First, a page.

Barefoot Doctor's Journal
Take control of your health with this guide to natural health and healing. Get expert advice to help you alleviate pain and live healthy naturally. Access to tools, information and opportunities.
Take control of your health
For 5000 years Traditional Chinese Medicine has help people to relieve pain and achieve a healthy longevity naturally.
A comprehensive guide to natural health and healing, the Barefoot Doctor’s Journal seeks to empower it's readers to take control of their own health, find their own inspiration, help create healthier communities and share the adventure with whoever is interested. Internationally recognized experts in the fields of healthy aging and Traditional Chinese Medicine, the Living Younger Longer Institute has helped hundreds of people each year to live healthy naturally.
News You Can Use!
Providing members with the latest scientific research on the ancient healing secrets of Traditional Chinese Medicine. Get information, access to tools, and enjoyable opportunities for a lifetime of active adventure!
Discover Magazine article discusses the science of acupuncture
Although acupuncture has been around for 3,000 years and is often used today to treat pain in both people and animals, there are still research questions to be answered, including whether it matters where needles are placed on the body.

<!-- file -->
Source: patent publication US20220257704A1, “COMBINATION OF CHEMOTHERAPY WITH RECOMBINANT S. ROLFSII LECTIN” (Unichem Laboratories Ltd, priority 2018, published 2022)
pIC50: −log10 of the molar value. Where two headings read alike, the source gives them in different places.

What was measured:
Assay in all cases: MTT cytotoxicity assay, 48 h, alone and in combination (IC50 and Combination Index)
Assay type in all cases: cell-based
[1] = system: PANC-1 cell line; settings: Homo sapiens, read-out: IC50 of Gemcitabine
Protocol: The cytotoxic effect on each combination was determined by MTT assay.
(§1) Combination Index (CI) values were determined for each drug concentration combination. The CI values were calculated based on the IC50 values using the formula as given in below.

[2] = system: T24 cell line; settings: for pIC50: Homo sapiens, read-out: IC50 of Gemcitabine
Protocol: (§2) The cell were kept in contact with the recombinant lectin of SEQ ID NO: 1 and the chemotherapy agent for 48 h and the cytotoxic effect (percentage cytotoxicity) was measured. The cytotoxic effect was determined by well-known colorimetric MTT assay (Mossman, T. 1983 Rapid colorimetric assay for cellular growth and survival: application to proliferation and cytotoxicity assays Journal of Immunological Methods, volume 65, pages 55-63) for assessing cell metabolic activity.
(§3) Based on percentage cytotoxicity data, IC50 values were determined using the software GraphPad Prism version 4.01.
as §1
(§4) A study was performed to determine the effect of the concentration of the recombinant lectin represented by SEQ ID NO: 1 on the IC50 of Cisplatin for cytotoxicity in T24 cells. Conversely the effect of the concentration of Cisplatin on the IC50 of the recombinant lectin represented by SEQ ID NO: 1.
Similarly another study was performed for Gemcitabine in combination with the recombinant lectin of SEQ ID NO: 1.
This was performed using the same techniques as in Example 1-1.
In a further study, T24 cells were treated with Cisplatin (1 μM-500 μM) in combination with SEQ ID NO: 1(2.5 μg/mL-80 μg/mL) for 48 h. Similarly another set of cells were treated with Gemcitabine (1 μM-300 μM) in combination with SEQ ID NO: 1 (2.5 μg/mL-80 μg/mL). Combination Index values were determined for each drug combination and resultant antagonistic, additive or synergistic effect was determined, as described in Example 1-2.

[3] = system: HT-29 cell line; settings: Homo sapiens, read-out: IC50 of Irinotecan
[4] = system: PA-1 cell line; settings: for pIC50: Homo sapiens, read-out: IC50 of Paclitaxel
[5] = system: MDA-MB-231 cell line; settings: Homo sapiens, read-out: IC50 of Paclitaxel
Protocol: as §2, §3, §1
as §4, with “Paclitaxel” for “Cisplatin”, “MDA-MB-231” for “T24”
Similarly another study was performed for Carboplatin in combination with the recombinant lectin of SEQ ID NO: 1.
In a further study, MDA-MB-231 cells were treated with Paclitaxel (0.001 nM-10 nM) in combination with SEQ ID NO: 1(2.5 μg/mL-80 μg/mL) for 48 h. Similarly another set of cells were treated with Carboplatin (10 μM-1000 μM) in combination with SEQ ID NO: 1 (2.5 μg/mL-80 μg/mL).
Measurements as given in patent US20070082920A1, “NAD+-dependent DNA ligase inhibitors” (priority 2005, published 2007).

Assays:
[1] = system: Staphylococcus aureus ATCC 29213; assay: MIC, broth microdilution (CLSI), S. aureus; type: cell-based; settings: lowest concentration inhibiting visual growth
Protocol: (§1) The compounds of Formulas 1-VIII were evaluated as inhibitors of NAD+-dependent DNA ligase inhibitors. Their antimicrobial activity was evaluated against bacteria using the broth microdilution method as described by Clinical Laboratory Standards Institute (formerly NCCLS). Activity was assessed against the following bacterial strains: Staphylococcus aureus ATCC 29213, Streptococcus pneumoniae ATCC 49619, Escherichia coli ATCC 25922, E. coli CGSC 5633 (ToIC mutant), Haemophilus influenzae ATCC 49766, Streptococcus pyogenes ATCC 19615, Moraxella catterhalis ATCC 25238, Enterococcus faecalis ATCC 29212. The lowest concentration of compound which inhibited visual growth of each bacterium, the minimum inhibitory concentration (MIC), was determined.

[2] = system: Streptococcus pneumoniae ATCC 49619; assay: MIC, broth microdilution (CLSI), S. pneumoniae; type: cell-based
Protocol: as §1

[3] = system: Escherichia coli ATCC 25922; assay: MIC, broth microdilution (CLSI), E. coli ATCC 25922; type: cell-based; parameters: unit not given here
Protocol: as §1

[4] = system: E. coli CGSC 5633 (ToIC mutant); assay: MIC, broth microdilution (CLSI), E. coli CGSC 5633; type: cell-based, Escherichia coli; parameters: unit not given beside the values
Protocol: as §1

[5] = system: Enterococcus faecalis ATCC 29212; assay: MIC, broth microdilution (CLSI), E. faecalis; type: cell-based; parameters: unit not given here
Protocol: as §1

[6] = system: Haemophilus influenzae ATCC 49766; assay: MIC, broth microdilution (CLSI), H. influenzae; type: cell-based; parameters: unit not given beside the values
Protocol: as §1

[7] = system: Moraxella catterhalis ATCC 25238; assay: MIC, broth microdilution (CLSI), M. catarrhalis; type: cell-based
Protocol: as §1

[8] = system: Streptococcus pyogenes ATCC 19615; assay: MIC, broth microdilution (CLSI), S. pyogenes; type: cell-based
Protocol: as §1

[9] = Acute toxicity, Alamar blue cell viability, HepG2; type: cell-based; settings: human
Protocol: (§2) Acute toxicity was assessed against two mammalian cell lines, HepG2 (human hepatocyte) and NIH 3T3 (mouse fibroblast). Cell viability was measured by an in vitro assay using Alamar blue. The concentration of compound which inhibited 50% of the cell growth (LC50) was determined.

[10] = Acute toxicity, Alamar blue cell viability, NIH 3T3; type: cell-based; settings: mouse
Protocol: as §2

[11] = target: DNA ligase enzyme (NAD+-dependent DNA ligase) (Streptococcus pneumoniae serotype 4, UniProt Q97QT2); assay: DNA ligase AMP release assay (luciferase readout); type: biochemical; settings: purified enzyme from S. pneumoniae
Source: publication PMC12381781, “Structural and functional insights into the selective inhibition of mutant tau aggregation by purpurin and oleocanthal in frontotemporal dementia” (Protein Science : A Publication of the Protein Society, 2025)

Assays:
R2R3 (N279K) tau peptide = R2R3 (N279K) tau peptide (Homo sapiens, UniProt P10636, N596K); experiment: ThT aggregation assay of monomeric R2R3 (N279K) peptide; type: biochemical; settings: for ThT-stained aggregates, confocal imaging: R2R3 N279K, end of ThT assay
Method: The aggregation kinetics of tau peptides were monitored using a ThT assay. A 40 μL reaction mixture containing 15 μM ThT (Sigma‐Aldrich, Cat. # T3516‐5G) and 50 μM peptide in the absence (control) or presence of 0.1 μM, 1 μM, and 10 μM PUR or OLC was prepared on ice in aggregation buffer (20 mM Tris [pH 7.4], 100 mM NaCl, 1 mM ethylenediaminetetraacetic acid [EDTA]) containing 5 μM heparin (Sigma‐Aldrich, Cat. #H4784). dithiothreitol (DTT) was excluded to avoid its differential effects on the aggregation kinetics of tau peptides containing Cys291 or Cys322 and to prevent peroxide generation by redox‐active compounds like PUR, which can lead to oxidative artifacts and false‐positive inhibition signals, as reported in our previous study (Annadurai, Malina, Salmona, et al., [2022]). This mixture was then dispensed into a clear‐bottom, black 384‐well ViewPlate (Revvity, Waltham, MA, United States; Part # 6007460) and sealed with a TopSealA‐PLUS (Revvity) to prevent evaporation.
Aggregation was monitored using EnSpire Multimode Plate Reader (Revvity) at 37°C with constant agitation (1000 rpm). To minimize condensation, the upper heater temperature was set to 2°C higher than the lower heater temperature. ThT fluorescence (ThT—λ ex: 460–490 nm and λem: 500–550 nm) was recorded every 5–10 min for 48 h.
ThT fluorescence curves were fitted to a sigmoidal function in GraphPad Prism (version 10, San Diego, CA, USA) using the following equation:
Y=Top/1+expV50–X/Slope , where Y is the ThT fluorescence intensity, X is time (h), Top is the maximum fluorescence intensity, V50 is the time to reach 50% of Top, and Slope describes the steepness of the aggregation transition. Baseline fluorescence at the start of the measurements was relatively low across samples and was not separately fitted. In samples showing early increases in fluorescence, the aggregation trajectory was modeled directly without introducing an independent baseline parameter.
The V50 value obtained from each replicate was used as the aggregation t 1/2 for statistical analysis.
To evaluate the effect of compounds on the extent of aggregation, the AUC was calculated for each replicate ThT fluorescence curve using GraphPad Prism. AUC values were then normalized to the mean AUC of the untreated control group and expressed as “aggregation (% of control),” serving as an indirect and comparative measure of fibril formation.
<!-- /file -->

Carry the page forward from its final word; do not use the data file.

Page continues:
In a recent article in the magazine Discover, Dr. Helene Langevin, Director of the National Center for Complementary and Integrative Health (NCCIH), explains how her experiences treating pain patients led to her interest in acupuncture research. She also talks about why she thinks there’s a need for a reliable database on acupuncture point locations to help resolve the debate about needle placement.
Does Acupuncture Really Work?
Here’s what science does (and doesn’t say) about how the ancient technique works to alleviate pain and other ailments.
By Jeanne Erdmann Discover Magazine, December 21, 2020 3:00 PM
Although not every person (or animal) responds to the technique, you’d be hard-pressed to find a condition that hasn’t been studied in connection with acupuncture, including low back pain, neck pain, knee pain from osteoarthritis, carpal tunnel, infertility, migraines, bedwetting, ADHD, nausea and vomiting.